Improving the health response to child sexual abuse
Consultation on Scotland’s first clinical pathway.
Views are being sought on how to ensure the best care and support is given to children who have suffered sexual abuse.
A new consultation will help to inform Scotland’s first clinical pathway in the area. It will provide guidance and resources for healthcare professionals who work to support children and young people who have disclosed sexual abuse, and those who care for them.
The pathway will set out the journey that a child should take through the healthcare service, and the high standard of care, information and support they should expect to receive. It will be used by NHS boards, local authorities and integrated joint boards to support them to deliver high quality services to children and young people.
Health Secretary Jeane Freeman said:
“It is absolutely essential that any child or young person who has suffered sexual abuse is given all the support and care they need. The health service has a vital role to play in this, so it’s important we get this right.
“By establishing a national clinical pathway we can make sure that healthcare professionals have the guidance and information they need to make sure that every single child is properly cared for.”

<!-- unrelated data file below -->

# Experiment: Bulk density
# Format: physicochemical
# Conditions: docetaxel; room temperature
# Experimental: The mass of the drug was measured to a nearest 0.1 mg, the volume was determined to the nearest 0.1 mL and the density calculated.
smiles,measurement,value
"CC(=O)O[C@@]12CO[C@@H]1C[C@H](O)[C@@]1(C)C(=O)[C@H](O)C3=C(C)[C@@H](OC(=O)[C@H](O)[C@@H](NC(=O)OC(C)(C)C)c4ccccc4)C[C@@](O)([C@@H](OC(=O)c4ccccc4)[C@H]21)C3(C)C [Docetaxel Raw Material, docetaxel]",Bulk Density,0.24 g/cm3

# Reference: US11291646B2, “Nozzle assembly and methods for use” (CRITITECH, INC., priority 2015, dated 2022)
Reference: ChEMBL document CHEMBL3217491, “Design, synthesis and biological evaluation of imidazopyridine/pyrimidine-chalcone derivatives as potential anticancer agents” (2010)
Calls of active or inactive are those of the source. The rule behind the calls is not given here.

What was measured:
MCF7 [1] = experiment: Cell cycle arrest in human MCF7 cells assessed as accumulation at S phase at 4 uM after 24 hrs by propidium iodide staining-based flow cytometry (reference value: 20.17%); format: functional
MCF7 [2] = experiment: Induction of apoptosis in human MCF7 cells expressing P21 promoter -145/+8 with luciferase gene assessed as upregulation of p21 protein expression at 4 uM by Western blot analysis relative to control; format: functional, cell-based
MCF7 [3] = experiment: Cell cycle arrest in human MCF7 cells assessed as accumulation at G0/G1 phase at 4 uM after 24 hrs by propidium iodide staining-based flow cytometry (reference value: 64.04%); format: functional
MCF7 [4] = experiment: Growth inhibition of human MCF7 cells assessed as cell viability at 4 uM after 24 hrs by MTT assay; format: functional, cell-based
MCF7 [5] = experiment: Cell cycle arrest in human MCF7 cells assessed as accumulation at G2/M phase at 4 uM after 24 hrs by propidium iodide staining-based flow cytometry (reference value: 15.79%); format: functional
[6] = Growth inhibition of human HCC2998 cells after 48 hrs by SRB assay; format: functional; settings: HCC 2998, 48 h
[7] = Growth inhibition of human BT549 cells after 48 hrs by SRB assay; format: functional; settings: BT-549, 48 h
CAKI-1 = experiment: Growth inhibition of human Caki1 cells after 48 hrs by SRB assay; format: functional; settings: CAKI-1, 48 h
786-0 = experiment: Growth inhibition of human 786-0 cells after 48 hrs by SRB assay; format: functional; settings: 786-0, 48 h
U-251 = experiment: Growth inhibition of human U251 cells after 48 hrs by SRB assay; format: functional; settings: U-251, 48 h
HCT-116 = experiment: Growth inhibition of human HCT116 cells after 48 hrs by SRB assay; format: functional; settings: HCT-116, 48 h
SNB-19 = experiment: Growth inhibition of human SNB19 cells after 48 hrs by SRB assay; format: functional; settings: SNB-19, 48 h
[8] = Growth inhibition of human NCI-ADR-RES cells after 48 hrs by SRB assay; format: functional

Dr Catherine Calderwood, Chief Medical Officer for Scotland, said:
“This clinical pathway is an important part of our wider work to improve services for victims of sexual assault and abuse across Scotland. The care we provide to every single child and young person in this situation has to be of the very highest standard.
“I would call on all healthcare professionals who work with young victims to share their views and expertise through this consultation.”
The clinical pathway consultation is on our website.
A new clinical pathway for children and young people who have disclosed sexual abuse was one of the key deliverables under the remit of the Chief Medical Officer’s Rape and Sexual Assault Taskforce.
The pathway will be applicable to the care of children and young people aged less than 16, or up to 18 years for those with vulnerabilities and additional support needs, who have disclosed sexual abuse of any kind.
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